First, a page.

Along with “Grand Budapest,” it’s the most nominated film with nine. That’s exactly as many nominations as we were predicting, and it’s up for writing, directing, and acting … but not editing.

No film has won the Best Picture Oscar without a corresponding Editing nomination since 1980. Even “Argo,” famously snubbed for Best Director (Ben Affleck), won Editing when it was claimed Best Picture in 2012.

“Birdman’s” absence from that key category is especially surprising given how showy its editing is, which usually makes this nomination a slam dunk for a top Best Picture candidate. The movie is filmed and cut to look like one continuous shot from beginning to end. That’s no mean feat. Did the academy snub it because they couldn’t see the seams? And does that rule it out for a potential Best Picture upset?

ABOUT THE SAME

“Boyhood”
Richard Linklater‘s innovative coming-of-age drama is probably still the frontrunner. It received all the nominations it was expected to get – save Best Song, which hardly an indicator for Best Picture –and contends for directing, writing, acting, and editing.

Sure, with six bids it’s only the fourth most nominated film this year (tied with “American Sniper“), but the small-scale indie was never expected to be a contender in most crafts categories, and “Crash” and “The Departed” won with fewer. If it was the favorite before, it’s still the favorite now, pending the guilds.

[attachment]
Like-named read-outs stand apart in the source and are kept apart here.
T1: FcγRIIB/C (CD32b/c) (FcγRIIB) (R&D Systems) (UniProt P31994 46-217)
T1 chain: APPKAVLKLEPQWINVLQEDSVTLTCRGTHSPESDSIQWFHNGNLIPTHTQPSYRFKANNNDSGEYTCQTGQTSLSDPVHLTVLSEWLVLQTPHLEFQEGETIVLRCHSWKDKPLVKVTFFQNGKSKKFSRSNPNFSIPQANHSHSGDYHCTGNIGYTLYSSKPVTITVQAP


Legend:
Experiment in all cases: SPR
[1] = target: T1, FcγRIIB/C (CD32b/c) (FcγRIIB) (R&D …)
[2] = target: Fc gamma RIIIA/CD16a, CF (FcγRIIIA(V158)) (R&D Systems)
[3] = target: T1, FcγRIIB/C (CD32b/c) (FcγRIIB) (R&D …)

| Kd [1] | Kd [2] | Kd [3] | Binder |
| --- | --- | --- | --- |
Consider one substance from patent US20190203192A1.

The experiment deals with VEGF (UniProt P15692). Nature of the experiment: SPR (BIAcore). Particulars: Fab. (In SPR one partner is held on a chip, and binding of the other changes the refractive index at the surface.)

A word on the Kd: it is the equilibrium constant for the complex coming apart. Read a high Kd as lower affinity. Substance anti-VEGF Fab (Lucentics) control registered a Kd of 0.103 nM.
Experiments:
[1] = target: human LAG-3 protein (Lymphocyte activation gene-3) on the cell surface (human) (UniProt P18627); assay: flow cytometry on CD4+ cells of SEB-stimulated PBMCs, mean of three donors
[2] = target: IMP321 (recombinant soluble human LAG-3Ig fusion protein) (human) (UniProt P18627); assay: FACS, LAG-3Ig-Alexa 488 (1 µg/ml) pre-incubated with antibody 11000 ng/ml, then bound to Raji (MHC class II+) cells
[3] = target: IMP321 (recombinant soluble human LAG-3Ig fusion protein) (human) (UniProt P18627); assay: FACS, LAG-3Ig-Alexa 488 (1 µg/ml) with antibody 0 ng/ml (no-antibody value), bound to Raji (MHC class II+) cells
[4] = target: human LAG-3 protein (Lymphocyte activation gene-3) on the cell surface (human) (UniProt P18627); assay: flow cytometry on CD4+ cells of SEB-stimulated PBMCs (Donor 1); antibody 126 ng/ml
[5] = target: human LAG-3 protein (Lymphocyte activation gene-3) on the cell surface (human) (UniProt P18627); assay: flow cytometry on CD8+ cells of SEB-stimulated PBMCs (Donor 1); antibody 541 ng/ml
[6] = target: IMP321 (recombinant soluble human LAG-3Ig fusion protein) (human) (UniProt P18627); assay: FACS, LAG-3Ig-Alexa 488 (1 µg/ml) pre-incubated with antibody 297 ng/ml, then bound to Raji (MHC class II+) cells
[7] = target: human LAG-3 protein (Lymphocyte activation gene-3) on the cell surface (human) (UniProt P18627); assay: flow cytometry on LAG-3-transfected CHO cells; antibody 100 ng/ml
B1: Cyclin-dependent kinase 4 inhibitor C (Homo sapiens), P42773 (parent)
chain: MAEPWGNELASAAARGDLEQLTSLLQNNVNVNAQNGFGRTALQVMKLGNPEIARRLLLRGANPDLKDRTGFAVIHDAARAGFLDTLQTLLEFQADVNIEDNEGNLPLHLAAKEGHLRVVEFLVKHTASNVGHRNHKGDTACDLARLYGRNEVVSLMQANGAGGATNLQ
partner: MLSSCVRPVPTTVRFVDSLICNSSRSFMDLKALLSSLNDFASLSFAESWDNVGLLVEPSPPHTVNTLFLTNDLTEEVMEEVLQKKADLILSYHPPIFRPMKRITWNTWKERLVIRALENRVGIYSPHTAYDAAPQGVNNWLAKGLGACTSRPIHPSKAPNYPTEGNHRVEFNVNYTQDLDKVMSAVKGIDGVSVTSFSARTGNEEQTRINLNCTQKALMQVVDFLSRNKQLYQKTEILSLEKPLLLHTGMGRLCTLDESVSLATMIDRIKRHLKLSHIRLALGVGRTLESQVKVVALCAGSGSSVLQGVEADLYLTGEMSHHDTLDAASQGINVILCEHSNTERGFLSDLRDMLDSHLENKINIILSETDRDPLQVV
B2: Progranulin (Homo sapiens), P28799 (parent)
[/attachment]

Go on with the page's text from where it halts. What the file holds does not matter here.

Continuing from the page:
Shocking Oscar nominations snubs: Jennifer Aniston, ‘The Lego Movie,’ ‘Gone Girl,’ …

The Grand Budapest Hotel
It did better than expected; we had predicted six nominations and it got nine. We’ve been underestimating the film all season, and then it dominated the Critics’ Choice and BAFTA nominations and won a surprise Golden Globe for Best Musical/Comedy Picture against “Birdman” (more on that film below).

I myself overcompensated; I thought “Budapest” would score Oscar nominations in the double-digits, including for Ralph Fiennes, who has starred in several Oscar-friendly movies since his last nomination for “The English Patient” but can’t seen to get back into the race himself (“The End of the Affair,” “The Constant Gardener, “The Reader”). His absence isn’t a deal-breaker for the film, but a nomination for the esteemed vet might have indicated greater strength for the film overall.